Courtesy of Chefs Eduard Frauneder and Wolfgang Ban

Pasta Dough
250 g flour
11 egg yolks
50 g butter
1 egg, beaten

Make a well in the center of the flour and add eggs and butter into it. Incorporate until a
dough is formed and knead for 10 minutes. Let rest for 30 minutes, then flatten into two
long strips.

150 g ricotta
200 g goat cheese
½ bunch parsley, finely chopped
1 clove garlic, minced
Leaves from 18 ramps, finely chopped
Salt and pepper

Mix all ingredients in a bowl until thoroughly combined. Place a tablespoon of filling every
two inches and brush the edges with the beaten egg. Place the second strip on top and press
tightly that there is no air in the filling. Use a 2 inch rounder cutter and stamp out the ravioli.
Cook in salted boiling water until al dente.

Place five ravioli in bowl. Garnish with ramp, peas and beets. Shave fresh parmesan over
ravioli and serve.

Pickled Ramp
500ml vegetable fond
80ml white balsamic vinegar
35g sugar
15g salt
2g pickling spice
Stems from 18 ramps, sliced

Bring the first five ingredients to a boil. Remove from stove top and add sliced ramp stems.

Spring Peas
100g spring peas

Blanch peas in salted water and cool in ice bath. When ready to plate, sauté peas in butter,
salt and sugar until hot.

Baby Beets
15 baby beets
Sea salt
Ground caraway

Spread out salt on baking dish and bake beet on sat bed at 375 degrees for 45 minutes. Let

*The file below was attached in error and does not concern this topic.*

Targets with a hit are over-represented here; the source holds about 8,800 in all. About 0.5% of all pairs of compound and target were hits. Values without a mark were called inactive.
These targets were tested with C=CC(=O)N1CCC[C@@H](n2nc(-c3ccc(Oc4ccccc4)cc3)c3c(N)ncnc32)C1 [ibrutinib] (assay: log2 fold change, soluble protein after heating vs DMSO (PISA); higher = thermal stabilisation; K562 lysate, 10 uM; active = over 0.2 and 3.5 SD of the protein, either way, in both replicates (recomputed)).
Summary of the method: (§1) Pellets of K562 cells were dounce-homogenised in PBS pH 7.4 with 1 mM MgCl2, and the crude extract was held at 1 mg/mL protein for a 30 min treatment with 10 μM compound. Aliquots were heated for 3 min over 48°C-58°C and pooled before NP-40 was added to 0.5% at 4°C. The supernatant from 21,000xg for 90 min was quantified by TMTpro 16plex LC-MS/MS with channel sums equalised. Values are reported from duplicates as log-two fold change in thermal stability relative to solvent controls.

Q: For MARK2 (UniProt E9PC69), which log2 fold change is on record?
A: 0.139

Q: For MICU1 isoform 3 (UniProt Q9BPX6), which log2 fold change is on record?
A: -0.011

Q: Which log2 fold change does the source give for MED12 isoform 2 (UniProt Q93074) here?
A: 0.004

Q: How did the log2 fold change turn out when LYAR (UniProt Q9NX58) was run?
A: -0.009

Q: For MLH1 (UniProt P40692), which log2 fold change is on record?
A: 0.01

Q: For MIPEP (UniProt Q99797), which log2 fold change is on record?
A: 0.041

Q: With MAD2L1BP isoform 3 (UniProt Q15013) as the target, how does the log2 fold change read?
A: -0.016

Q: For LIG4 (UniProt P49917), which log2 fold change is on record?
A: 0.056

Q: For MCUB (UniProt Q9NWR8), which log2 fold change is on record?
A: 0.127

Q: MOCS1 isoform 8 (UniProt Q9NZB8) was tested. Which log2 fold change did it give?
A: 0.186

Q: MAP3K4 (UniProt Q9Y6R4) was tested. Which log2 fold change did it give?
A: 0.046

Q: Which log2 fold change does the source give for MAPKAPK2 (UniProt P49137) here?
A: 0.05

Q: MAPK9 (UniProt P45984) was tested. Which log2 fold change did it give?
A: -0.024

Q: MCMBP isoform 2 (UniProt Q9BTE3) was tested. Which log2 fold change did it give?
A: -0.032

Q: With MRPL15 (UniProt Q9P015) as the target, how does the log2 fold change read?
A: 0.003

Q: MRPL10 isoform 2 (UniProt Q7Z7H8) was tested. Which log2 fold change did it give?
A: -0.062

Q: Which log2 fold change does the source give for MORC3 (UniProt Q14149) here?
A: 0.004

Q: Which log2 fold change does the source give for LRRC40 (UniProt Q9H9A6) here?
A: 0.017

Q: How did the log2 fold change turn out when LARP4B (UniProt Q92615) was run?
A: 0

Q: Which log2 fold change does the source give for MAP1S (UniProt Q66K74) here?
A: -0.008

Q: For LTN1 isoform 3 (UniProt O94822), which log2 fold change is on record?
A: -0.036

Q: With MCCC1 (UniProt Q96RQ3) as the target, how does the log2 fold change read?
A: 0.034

cool and peel the beets and cut into quarters. When ready to plate, sauté beets in butter and
ground caraway until hot.

Spring Risotto at Quattro Gastronomica Italiana


Quattro in the Trump SoHo has quickly become known as a hot spot for the celebs who frequent the eatery... but what about the food? This risotto will soon be on the spring menu; I tried it when the chef was offering it as a special and it had me wanting more. Admittedly, this isn't the simplest recipe in the world, but I loved it so much, I wanted to share. Pleasantly light and riddled with vegetables, with an edge of rich, creaminess from the ricotta, it's my perfect spring risotto. Lucky for me, I'm allowed to ask for the recipes so I can share with the world.

Courtesy of Chef Fabrizio Carro
Serves 6
12 oz. par-cooked carnaroli rice
36 oz. veal brodo
1/2 cup Buffala ricotta
2 tbsp butter
1 red bell pepper
1 yellow bell pepper
1 zucchini
1 yellow squash
1 carrot
1 white onion
1 eggplant
2 qts canola oil for frying eggplant
1 tbsp extra virgin olive oil
1 peppercini
2 tbsp parsley
Salt and pepper to taste

For the eggplant: Lightly season diced eggplant with salt and let sit for at least 30 minutes. Rinse the eggplant under after the salt has absorbed the excess water. Pat the eggplant dry and fry in 350 degree canola oil till golden brown. Remove and reserve.

For the risotto: In a large sauté pan, combine the risotto and 12 oz. of veal brodo and cook over medium heat. Continue to add brodo as the previous addition is absorbed by the rice. Add all the small diced vegetables (except the eggplant) in with the second addition of brodo. Cook two minutes more, stirring constantly with a wooden spoon. Add a third addition of brodo and cook about two minutes more.
At this point, the risotto should have a creamy consistency. Finish the risotto by tossing in the eggplant, butter, and parsley. Season to taste.
Spoon the risotto into bowls and make an indentation in the middle of the mound with your spoon. Spoon in a couple tablespoons of the whipped ricotta de Buffala into the indentation.
Finish with salt, pepper and olive oil.